Nescafé hopes the launch of its new 3in1 coffee this month [see box p49] will bring more young consumers into the instant coffee category. It also plans to change the lid on its Green Blend mix from black to green to ensure greater standout on shelf. Since its launch in September last year, Nescafé Green Blend, which contains polyphenol antioxidants that help to protect the body's cells from day-to-day damage, has achieved household penetration of 550,000, according to Nestlé.

In May, the brand launched a TV campaign for its more premium freeze-dried Gold Blend, which saw the debut of the new Nescafé Gold Blend couple, who are due to return for a second instalment this month.

The ads are a bid to tap into the growing popularity of freeze-dried coffee, sales of which overtook instant coffee granules in both value and volume for the first time last year.

The trend towards freeze-dried is "partially driven by the promotional offers on branded freeze-dried products that have reduced the price differential against granules", according to Austin Sugarman, MD of Fine Foods International.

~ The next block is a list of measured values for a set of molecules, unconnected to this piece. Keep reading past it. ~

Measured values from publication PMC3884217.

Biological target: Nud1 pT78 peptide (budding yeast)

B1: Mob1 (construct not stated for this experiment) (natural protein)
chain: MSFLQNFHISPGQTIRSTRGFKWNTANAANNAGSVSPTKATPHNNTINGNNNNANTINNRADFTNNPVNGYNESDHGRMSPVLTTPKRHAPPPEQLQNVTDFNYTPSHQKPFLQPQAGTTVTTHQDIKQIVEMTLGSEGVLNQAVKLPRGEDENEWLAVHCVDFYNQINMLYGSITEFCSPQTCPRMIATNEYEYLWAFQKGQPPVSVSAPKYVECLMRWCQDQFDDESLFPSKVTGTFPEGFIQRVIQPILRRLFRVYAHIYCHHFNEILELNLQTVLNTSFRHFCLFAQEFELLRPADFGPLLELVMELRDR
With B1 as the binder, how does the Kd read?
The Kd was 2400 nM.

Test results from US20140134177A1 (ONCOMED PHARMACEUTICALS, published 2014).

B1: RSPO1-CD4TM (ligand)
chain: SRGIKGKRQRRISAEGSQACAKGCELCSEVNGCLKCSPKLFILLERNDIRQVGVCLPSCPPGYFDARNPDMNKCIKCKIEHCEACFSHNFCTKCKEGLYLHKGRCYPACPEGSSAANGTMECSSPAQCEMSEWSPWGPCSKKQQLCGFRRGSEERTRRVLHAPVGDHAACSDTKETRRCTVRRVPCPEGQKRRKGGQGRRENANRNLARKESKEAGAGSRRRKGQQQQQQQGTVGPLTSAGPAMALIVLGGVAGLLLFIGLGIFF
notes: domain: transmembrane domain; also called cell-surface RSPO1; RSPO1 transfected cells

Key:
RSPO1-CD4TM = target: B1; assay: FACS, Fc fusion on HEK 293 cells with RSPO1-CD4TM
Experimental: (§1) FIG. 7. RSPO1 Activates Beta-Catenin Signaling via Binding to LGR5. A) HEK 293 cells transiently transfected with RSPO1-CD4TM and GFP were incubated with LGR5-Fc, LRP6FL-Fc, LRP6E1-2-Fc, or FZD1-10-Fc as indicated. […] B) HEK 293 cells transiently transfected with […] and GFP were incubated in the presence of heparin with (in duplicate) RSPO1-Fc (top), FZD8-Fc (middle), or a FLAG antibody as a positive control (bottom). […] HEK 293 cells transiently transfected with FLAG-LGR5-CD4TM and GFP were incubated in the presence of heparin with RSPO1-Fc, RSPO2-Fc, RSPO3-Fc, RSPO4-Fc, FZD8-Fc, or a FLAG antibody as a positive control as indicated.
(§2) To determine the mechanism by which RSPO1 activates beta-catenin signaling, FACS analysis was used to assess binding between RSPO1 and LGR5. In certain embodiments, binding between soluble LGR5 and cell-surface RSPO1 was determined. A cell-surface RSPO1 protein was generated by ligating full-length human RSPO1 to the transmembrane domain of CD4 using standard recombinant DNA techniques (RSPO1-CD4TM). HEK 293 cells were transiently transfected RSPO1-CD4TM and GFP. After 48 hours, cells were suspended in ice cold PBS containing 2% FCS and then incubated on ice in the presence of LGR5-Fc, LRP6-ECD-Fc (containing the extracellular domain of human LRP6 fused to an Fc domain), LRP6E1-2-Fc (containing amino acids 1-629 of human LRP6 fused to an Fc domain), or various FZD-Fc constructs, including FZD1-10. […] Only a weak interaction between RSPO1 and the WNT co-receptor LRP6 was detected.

Kenco shook up the freeze-dried market last year with the launch of its Eco Refill packs, which Smart says continue to be well received by consumers, with household penetration reaching 11% in the past year. Kenco's instant coffee portfolio, which also includes Kenco Smooth Roast, Kenco Pure and Kenco Cassio, strongly outperformed the market, with sales up 8% in value to £117.4m and 11% in volume [SymphonyIRI].

Kraft's other key coffee brand Carte Noire, and Sara Lee's Douwe Egberts, also delivered strong value and volume growth. Tough times for tea

While the coffee sector has seen impressive growth, tea has been having a more difficult time. Severe droughts in Kenya and India created a deficit in tea supply that raised worldwide prices to a historical high late last year. When prices fed through to retail, PG Tips was 28.2% higher in February year-on-year [The Grocer 33], while Tetley was 6.5% more expensive. This goes a long way to explaining why value sales of standard tea have risen 7.7% to £520.4m in the past year, even though volumes are down 1.45%, consistent with a long-term decline [Kantar].

There seems little sign of respite for tea suppliers, who continue to battle against price volatility and unfavourable exchange rates. "If you go back to 2006, we were paying about $1.50 in Mombasa [the main African tea auction house]. Today we're buying through the same auction at about $3/kg so there's been huge inflation over time and last year in particular," says Yorkshire Tea brand manager James Prentice.